Emily Levine Asks: If Colleges Are Dismantled – What Will be the Impact on Their Cities?

Dear Commons Community,

Emily J. Levine, an associate professor of modern European history at the University of North Carolina at Greensboro, has a commentary in today’s Chronicle of Higher Education asking the question if colleges are unbundled and become essentially Internet-based services, what will this mean to their cities and communities. It is an interesting question.  She bases much of her article on the higher education disruption position of  observers such as Kevin Carey, Ryan Craig, and Anant Agarwal, who have predicted that online technology will make many colleges obsolete as education moves to a smorgasbord of electronically available courses thereby reducing the need for a physical campus or place.  Levine is right in challenging their position. She states:

“…the university has an additional purpose that is missing in these conversations and that historically played a central role — service to surrounding communities and cities. In fact, history provides a valuable lesson about what might happen if the university’s services were unbundled. And it shows that this central feature of the university would be lost — along with the local economic and cultural benefits that the university provides — if it were to be dismantled.

In the last quarter of the 19th century, even as the world became more interconnected, ascendant universities remained embedded in the cities that promoted them and benefited from their successes. From the last quarter of the 19th century to the beginning of the 20th, the fortunes of universities often rose or fell with the ability of their presidents to maintain relationships with their communities. Community support positioned a university for global prominence…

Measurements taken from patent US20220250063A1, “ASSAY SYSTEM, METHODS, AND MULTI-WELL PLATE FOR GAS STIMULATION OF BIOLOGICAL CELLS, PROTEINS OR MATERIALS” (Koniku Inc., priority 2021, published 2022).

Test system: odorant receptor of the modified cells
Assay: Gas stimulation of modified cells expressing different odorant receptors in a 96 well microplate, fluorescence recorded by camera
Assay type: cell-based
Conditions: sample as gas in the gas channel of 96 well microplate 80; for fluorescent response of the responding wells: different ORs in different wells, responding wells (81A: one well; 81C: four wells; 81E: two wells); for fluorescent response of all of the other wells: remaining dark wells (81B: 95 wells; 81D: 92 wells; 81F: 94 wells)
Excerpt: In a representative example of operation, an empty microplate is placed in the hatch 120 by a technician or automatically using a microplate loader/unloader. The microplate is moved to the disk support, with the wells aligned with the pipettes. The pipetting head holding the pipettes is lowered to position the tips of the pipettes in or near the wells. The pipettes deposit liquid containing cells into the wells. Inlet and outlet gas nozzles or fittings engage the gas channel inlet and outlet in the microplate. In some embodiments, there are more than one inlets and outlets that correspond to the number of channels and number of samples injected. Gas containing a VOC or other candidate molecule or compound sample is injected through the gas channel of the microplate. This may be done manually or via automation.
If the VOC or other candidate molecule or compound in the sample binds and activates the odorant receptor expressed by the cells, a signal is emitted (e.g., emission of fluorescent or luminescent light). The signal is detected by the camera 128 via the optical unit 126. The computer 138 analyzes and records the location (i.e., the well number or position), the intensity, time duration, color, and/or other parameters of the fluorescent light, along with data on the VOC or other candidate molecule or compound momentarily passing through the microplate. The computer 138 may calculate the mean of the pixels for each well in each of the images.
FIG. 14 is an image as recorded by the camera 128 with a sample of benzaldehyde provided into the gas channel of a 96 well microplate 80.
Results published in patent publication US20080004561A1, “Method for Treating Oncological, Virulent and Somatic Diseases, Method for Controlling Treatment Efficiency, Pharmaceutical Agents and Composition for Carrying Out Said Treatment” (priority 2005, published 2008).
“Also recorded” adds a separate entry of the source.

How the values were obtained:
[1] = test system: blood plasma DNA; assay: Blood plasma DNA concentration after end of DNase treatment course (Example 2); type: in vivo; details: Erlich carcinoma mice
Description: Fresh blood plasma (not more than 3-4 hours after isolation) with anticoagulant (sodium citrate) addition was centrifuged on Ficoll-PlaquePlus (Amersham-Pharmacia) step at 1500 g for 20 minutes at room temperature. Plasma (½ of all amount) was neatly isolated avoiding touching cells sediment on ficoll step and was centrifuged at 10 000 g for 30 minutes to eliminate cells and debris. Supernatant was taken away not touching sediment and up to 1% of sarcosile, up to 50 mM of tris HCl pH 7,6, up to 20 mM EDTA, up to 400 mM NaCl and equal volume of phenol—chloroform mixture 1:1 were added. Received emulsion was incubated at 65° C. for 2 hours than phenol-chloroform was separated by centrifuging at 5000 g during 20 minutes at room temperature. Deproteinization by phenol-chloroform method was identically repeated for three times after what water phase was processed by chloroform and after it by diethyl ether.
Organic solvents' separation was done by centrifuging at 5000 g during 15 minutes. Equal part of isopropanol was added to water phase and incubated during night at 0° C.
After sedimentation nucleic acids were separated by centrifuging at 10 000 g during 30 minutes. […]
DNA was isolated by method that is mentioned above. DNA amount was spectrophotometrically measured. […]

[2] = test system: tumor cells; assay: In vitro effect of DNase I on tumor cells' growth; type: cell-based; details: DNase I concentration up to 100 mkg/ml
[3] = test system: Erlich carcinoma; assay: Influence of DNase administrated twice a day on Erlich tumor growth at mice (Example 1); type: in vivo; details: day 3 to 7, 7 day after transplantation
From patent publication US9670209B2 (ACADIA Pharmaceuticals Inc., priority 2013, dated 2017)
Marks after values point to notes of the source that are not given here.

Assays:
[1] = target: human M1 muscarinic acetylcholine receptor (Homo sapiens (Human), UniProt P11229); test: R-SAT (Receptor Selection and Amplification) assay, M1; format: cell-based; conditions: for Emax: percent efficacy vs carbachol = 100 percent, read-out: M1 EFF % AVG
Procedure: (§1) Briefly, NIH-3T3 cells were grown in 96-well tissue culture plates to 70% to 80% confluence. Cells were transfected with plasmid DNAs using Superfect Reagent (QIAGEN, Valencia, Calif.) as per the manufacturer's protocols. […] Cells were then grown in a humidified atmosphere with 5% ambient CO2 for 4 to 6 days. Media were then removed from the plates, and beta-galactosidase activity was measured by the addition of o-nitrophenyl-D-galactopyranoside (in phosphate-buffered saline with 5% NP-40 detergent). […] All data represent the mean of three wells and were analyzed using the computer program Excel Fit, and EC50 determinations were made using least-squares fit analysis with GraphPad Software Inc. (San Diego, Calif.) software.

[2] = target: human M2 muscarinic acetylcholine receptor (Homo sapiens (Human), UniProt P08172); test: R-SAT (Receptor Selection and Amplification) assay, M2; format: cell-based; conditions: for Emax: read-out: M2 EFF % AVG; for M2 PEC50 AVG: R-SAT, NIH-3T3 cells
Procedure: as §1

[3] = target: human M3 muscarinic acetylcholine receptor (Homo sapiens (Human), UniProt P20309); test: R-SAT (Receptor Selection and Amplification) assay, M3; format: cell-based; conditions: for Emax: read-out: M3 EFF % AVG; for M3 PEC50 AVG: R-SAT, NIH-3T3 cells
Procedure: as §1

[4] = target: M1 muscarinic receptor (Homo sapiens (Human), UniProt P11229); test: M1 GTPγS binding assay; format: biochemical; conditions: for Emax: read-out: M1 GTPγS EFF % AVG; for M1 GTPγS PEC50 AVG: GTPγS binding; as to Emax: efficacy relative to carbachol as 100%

Notwithstanding the prognostications of disruption, the twin forces of globalization and MOOCs have not felled the university. And in fact studies show that online programs draw a majority of enrollments from students who live less than 100 miles from the college. The local has persisted for the economic as well as cultural benefits that universities offer their communities.

The risk of unbundling is that nobody knows what held the package together, and the value it offered, until it begins to unravel. However, history reminds us that the university is more than the sum of its parts. In our efforts to achieve the goals of access and efficiency we should protect our campuses and our communities, or we might actually lose that crucial thread to the past.”

As I argue in my recent book, Online Education Policy and Practice:  The Past, Present and Future of the Digital University, Levine is correct in her position at least for the foreseeable future.  But at some point, more advanced technology will evolve based on artificial intelligence and brain-machine interfaces that will radically change much of human endeavor including higher education.  The need for central places will change accordingly.



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